Archive for July, 2009


Scritches for Everyone!

July 31, 2009

After a whole year of watching Mika enjoying head scratches, Stewie has decided that he’s going to allow me to touch him. Not just touch him, but rub his neck and pinch the keratin off his new feathers! Pin feathers are itchy and uncomfortable and, in the wild, parrots engage in allopreening to help each other get rid of the hard substance that protects the feathers as they grow in.

In our homes, where they don’t have other parrots to preen them, they have two options: either live with the icky pin feathers and wait for them to fall off on their own, or let the humans help.

For two years, Stewie has not wanted me to touch him. He was all about preening me — trying remove moles from my neck, pulling on hairs, removing errant schmutz — but has not wanted my hands on him. Don’t get me wrong, Stewie is very affectionate. He gives me kisses, lets me smother him with kisses, crawls into my shirt… but he let me know that he doesn’t like hands coming at him or touching him and I always respect his personal space. Not respecting his no-touching rule would mean getting bitten, but more than that it’s a matter of maintaining trust and open communication. No hands invading where they aren’t wanted.

But for some reason in the last couple of days, Stewie has welcome neck and head rubs, scritches and help with his pins. Not sure why I even tried — I stopped trying to touch him long ago — but something about how he was all fluffy with his head down just said “scritches please”. After all, that’s the position Mika adopts when she want scritches.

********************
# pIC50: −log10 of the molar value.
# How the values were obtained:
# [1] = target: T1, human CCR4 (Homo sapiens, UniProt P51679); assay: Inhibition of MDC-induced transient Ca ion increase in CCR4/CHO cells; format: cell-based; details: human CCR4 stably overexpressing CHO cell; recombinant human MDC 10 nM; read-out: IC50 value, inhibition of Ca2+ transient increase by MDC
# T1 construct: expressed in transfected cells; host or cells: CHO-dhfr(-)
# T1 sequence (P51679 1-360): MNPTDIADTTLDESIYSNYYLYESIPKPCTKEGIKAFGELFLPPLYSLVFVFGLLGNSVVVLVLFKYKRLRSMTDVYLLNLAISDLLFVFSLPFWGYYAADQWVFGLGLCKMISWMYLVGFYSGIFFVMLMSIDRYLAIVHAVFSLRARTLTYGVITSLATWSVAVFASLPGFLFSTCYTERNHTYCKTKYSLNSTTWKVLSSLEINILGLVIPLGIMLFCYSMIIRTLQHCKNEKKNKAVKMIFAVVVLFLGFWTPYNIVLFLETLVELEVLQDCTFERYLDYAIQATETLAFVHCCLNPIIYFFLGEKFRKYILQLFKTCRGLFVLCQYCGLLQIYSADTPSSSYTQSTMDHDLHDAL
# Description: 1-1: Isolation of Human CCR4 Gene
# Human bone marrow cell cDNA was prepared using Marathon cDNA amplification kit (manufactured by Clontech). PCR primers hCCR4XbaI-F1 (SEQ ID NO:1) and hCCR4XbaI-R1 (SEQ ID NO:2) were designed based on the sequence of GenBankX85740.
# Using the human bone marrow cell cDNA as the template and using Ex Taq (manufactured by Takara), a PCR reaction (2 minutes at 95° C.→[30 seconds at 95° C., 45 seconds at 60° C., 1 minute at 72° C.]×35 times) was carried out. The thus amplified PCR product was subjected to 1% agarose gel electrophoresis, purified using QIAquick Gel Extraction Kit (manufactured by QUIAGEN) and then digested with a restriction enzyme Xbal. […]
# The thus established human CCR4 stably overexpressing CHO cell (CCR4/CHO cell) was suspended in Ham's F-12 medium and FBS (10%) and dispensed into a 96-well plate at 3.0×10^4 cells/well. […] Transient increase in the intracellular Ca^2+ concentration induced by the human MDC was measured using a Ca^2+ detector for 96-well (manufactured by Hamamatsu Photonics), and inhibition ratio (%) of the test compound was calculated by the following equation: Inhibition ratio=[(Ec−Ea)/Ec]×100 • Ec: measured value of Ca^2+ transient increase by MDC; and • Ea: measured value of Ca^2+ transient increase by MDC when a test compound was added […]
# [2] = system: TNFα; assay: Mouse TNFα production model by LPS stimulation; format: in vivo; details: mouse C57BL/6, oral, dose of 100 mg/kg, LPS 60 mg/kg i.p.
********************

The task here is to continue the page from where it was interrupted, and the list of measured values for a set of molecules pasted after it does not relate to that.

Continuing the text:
Breaking pin feathers is a delicate operation; even if you’re careful, you could rub that feather the wrong way, which hurts. But Stewie has been very tolerant and patient with me.

Because of the fact that Stewie is kind of a bitey bird, I’m careful to watch his body language very carefully and always stop long before I think he’s getting antsy. I only break up two or three feathers at a time, at most and then take a break. When Mika is done with scritches, she just pushes me away, but I think that if I were to irritate Stewie he’d let me know a little more forcefully.

This foray into helping Stewie preen is a huge leap for us. These types of breakthroughs… with a bird who was aggressive and distrustful for months after I got him … is really the best part of working with parrots.

Scritches for everyone!


3 Common Clicker Training Mistakes